In the global fight for women’s rights, grassroots organisations are at the forefront of driving positive change within their communities. Fondo Centroamericano de Mujeres (FCAM), a partner of Both ENDS, has been pioneering a participatory grantmaking approach to fund feminist and women’s movements across Central America. Going beyond traditional donor-driven grant delivery, FCAM shifts decision-making power about how funds are distributed and used to the organisations themselves. The approach is based on the conviction that self-led women, non-binary and trans people organised to respond to the problems they face, are best suited to determine their needs and propose solutions for lasting change. What does this mean in practice? How to go about it? Programme Coordinator María Estelí González highlights the key elements of FCAM’s approach and reflects on the organisation’s contributions towards a more just and equitable funding landscape.
This event will showcase the vital need to advance agroecology as a people, nature and livelihood-centred approach towards climate adaptation and mitigation. It will make the case for agroecology and climate action based on researched and carefully selected case studies on agroecology in Africa and how it is and can continue contributing to adaptation and mitigation of the impacts of climate change.
Let's tackle gender equality in climate policy & finance, moving from obstacles to practical solutions at our in-person event on December 3rd in Dubai.
The climate crisis continues to escalate, and the urgency for meaningful solutions has never been more palpable. As world leaders gather for the 2023 United Nations Climate Change Conference or Conference of the Parties of the UNFCCC (COP28), it's crucial that grassroots voices are not just heard but leading on the solutions we craft. We must recognise the climate leadership of the self-led groups of women, girls, trans and intersex within the Indigenous, Afrodescendant and rural communities that have been structurally excluded and silenced as the world grapples with climate change.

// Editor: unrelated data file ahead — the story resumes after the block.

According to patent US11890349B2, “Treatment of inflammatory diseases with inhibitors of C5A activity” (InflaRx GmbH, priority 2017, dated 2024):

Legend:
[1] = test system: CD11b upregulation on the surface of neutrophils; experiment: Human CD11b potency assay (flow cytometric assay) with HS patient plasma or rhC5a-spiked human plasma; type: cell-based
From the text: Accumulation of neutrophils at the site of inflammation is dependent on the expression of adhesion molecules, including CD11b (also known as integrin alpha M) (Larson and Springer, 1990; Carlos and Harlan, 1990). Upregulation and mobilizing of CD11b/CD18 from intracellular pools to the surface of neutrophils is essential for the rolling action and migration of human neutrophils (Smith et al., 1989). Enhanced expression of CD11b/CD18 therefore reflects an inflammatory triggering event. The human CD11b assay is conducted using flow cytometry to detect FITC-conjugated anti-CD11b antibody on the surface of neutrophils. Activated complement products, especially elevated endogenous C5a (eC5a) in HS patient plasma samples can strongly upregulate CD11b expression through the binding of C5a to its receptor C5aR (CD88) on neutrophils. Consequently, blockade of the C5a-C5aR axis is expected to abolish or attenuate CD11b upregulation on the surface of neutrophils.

We are concerned about the results of the Dutch Parliamentary elections on November 22, 2023. The Netherlands is in danger of turning its back on the rest of the world and hiding itself behind its own dikes. Meanwhile, within our national borders, people are being excluded and their place in society is being questioned.
Disposable fashion items continue to flood into the country, the nitrogen crisis has brought construction to a standstill and energy poverty is on the rise, but Dutch politicians are contemplating their navels. These are problems that we can never solve on our own. The clothes we wear, the food on our plates, and the electricity that comes out of our wall sockets – they are all produced in global trade and production chains. With far-reaching consequences, both in our own country and far, very far beyond our borders. It would be naive to think that we can solve all these problems through domestic policies alone. And vice versa: we would be evading our responsibilities if we continued to believe that the Netherlands only plays a humble role on the global stage. Latest figures show that the Netherlands is the fourth largest exporter and the seventh largest importer of products worldwide. With the elections on the way, it is time to look beyond our own small country. Because it is also important to vote with a worldwide impact.
For generations, the people of Bangladesh’ flood-prone deltas have shaped their natural environment to support agricultural production. They used temporary embankments to keep tidal waters out of the floodplains for most of the year and let the rivers flow freely during monsoon season, allowing the sediment to settle on the floodplains as part of the delta formation process.
On Sunday November 12th, we'll join the feminist block of this year's climate march in Amsterdam. Join us!